An infomercial-friendly kitchen gadget seems an unlikely hero for school foodservice operations. Spiral-cutting mandolines, which turn almost any vegetable into looping, noodle-like strands, are already popular with carb-conscious diners. But now you can bring this versatile gadget into the foodservice kitchen to whip up creative new uses for vegetables that any kid would eat.
Here are some ways you can transform ordinary vegetables into bright colored loops and swirls that even veggie-phobic kids will try.
Jazz Up Salad Bar Offerings
Vegetable-centric dishes will be one of the year’s biggest trends, according to the Specialty Food Association’s 2016 Trend Watch. Salads are already the quintessential vegetable-forward offerings, but now you can add spiral-cut toppings and garnishes to make them really stand out.
A spiral-cutting mandoline can transform dowdy long-storage vegetables – carrots, rutabagas, even red or golden beets – into innovative and attention getting additions to salads. Try stocking your salad bar with locally grown, seasonal veggies cut into spirals to entice kids to put more on their plates.
Replace Pasta with Spiralized Veggies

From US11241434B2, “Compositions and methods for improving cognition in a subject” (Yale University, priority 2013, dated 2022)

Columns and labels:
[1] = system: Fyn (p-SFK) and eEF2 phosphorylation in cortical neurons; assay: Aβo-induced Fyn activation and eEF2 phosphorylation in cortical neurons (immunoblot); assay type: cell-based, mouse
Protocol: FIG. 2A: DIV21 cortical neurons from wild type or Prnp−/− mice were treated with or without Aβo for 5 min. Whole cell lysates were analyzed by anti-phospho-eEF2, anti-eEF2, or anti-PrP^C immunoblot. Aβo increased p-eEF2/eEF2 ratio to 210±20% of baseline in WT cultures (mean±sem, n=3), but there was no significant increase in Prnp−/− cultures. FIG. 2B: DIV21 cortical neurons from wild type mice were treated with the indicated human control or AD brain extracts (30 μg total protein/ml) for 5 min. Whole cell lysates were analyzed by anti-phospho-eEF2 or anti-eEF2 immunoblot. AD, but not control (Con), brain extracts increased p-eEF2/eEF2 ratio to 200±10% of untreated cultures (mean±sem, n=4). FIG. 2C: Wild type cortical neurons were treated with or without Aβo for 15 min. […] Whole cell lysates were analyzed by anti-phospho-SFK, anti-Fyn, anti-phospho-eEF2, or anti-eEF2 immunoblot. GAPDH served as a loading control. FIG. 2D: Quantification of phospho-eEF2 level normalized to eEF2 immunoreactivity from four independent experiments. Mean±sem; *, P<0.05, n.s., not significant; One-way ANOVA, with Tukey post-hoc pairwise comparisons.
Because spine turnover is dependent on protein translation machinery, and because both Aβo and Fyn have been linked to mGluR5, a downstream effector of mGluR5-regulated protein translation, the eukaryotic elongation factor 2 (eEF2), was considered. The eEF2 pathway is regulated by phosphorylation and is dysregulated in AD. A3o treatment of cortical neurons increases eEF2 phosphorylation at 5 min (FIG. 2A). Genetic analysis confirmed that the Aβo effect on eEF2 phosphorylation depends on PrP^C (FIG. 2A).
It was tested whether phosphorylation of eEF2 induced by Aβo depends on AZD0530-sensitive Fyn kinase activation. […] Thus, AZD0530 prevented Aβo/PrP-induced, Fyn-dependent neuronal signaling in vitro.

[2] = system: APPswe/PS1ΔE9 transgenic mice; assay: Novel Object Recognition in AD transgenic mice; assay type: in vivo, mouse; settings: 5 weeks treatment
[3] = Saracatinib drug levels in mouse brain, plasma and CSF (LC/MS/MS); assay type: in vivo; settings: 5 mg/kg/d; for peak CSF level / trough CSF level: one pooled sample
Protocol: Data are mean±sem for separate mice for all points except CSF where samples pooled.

The original use for these mandolines was replacing pasta in traditional dishes to create healthier meals. Aside from their visual appeal, spiral-cut vegetables take up a lot of space in a bowl, and give the appearance of a gratifyingly generous portion. Top with marinara sauce and meatballs for a healthy twist on a classic that kids will love. more on their plates.
Tips for Success
- You can spiral-cut most vegetables, from summer squash to thick broccoli stems, so start by evaluating those you already stock for other menu items. If your salad bar contains cauliflower florets, for example, you might reserve the snowy-white heart of each head and spiral-cut it.
- Nuts and seeds complement the sweetness and crunch of the spiral vegetables, so use them freely.
- Think in terms of color and contrast. Use pale almonds, green pumpkin seeds or even scarlet pomegranate seeds to complement the vegetables underneath.
- Lean toward light, tangy dressings, ideally vinaigrettes. Root vegetables are usually turned into slaws and doused in mayonnaise-based dressings, but dressing them instead with a vinaigrette allows their flavors – and colors – to remain front and center.